The following article originally appeared in eSchool News
By Tracey Smith | June 7, 2018
A principal takes a closer look at what it takes for students and staff to be happy at school, and how to build a stronger community
After the recession hit in 2013, it was evident that something was off at Mashburn Elementary School (part of Forsyth County Schools in Georgia). I watched teachers being laid off, and it was draining to witness. We had bigger class numbers than ever before, and our school culture and employee morale were at an all-time low. For us to pull our way out of this difficult time, we first had to take a closer look at building strong relationships between staff and students. We started by asking what it means to be happy in the classroom.
Happy schools start with happy teachers
As educators, one of the biggest challenges we face is learning how to put our health and happiness first. My first thought was that I needed to put the students’ well-being first, but I discovered that I needed to start with my staff instead. If we didn’t find out what educators are passionate about and connect them back into this building, we knew they would quickly burn out.
Inspired by the house system in the Harry Potter books and the Ron Clark model, we held house meetings once a month that focused on one of the 7 Mindsets. These mindsets come from Scott Shickler and Jeff Waller’s book The 7 Mindsets to Live Your Ultimate Life, and include affirmations such as “everything is possible” and “the time is now.”
The mindsets helped us develop a mental health strategy. We created a Positive Learning Environment (PLE) committee consisting of one person from each grade level to focus on one mindset a month and decide how were going to roll that out to the whole school. For example, during spring break this year, every teacher wrote inspirational messages for the students. We posted their messages on the walls so that when the kids came back from spring break, they all saw a special note to them on the wall of the school, written by their teacher. It was really cool.
Happiness is a conversation
We talk a lot about what happiness looks like and how to get there. I ask teachers questions like, “What do you want the school to look like?” or, “If you could change something—anything—about where you work, what would it be?”
We have one faculty meeting a month, and they’re all about team-building. The nuts and bolts of scheduling go in a newsletter that I send out every week. Even there, I’ll include inspirational videos or something that touched my heart and I think will touch theirs. I keep the conversation going by asking, “If you do this with your kids, let me know their responses.”
Every faculty meeting is organized around our mindset of the month. The PLE team comes up with a team-building activity that does three things:
- Connects with their hearts
- Connects them to the mindset
- Is simple to take back into their classroom with pretty much no thought.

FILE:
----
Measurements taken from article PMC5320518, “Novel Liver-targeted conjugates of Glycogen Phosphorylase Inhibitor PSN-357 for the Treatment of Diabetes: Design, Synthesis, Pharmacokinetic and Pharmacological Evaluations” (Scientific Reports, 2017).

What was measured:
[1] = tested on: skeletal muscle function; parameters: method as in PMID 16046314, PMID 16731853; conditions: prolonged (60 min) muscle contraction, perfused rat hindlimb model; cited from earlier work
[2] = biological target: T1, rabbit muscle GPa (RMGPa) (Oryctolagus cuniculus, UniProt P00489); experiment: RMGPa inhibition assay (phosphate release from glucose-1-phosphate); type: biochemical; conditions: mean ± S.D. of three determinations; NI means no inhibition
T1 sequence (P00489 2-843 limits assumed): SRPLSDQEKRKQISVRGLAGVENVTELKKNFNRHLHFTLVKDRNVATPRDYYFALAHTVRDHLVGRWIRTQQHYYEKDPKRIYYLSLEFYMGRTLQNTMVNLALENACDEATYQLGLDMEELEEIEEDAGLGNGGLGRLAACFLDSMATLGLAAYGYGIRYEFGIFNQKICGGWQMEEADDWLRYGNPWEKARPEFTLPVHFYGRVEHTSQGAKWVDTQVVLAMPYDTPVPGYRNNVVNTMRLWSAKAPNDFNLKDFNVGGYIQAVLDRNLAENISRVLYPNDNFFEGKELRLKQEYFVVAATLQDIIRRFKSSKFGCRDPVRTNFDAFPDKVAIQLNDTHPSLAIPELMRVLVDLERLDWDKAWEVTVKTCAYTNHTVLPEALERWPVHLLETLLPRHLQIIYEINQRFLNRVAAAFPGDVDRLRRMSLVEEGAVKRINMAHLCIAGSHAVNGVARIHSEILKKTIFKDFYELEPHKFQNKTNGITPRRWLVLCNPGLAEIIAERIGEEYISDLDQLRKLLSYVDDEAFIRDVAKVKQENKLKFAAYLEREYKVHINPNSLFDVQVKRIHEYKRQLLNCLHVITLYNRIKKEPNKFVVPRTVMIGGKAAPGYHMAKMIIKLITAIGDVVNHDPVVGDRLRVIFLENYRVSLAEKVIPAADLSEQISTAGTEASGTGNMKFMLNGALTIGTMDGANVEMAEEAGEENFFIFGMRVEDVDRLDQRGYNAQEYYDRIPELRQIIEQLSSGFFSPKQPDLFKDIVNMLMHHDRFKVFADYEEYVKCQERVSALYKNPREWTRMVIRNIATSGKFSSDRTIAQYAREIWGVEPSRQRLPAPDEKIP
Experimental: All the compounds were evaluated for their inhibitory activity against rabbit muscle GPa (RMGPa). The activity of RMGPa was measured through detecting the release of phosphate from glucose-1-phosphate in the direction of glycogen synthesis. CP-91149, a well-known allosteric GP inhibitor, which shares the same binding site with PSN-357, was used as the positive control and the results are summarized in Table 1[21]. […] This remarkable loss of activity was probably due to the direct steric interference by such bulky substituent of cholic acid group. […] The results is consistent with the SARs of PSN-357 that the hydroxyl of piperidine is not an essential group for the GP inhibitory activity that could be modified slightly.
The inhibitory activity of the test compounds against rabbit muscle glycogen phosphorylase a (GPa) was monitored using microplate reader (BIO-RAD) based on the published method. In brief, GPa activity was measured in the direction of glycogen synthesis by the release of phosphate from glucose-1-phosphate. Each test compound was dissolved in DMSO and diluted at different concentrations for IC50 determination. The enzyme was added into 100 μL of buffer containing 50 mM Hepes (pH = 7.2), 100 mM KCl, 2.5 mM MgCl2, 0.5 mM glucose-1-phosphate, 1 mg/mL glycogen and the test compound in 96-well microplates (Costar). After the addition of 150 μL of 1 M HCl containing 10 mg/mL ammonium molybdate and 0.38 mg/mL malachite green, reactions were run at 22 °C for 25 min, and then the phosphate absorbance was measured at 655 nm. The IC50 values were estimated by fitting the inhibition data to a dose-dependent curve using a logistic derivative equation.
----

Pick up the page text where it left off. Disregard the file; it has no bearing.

When they’re having an issue in the classroom, we want them to remember and say, “This is the perfect moment for us to do what we did in the faculty meeting, where we took a fear, wrote it on a piece of paper, then wadded it up and threw it in the trashcan.”
If you connect with their hearts…
Around the school, we do everything from painting hallways and offices crazy colors to having staff surprises. (You can see what I mean in this video.) If there’s a heaviness in the air, we’ll get chicken biscuits or Krispy Kreme donuts and surprise the staff. During flu season, we pass out Bath and Body Works hand sanitizers. The key to that isn’t sending out a staff email saying there’s hand sanitizer in the work room; we hand-deliver these little treats as much as possible. That way, our teachers can say to themselves, “It’s important enough to my administration that they put this in my hand.” Those are all deposits in the heart that help them feel appreciated, valued, and cared about.
To us, happiness is about taking the time to understand what each educator is passionate about and how they can become a positive influence on others. For example, one of my special ed teachers has a passion for art. She and I were talking one day, and I suggested that she create a segment in her day where she could pull kids in and do art projects. So she did an art therapy class where students got to choose from sculpting, water colors, or just coloring, and it was a huge success.
…Their minds will follow
According to a recent Harvard study, happiness positively affects students’ GPAs, and John Hattie’s research says that a successful social-emotional learning program can add as much as a year’s growth per year.
We’ve seen a direct correlation between talking about growth mindset and higher test scores, but to me, the clearest sign that the mindsets lessons are reaching our students is that we’ve seen a big decrease in Monday tardies. Our tardy bell rings at 7:40, and now kids want to be here, because our mindset lessons start at 7:40. They don’t want to miss them, because they love them.
Our schoolwide theme for next year is “We Are Connected.” Our PLE committee is considering ideas like adopting another school, but they’re not making the final decision—and I’m not making the final decision, either. They’ll take ideas to their grade levels and we’ll figure it out as a school, because we’re all happiest when we’re working together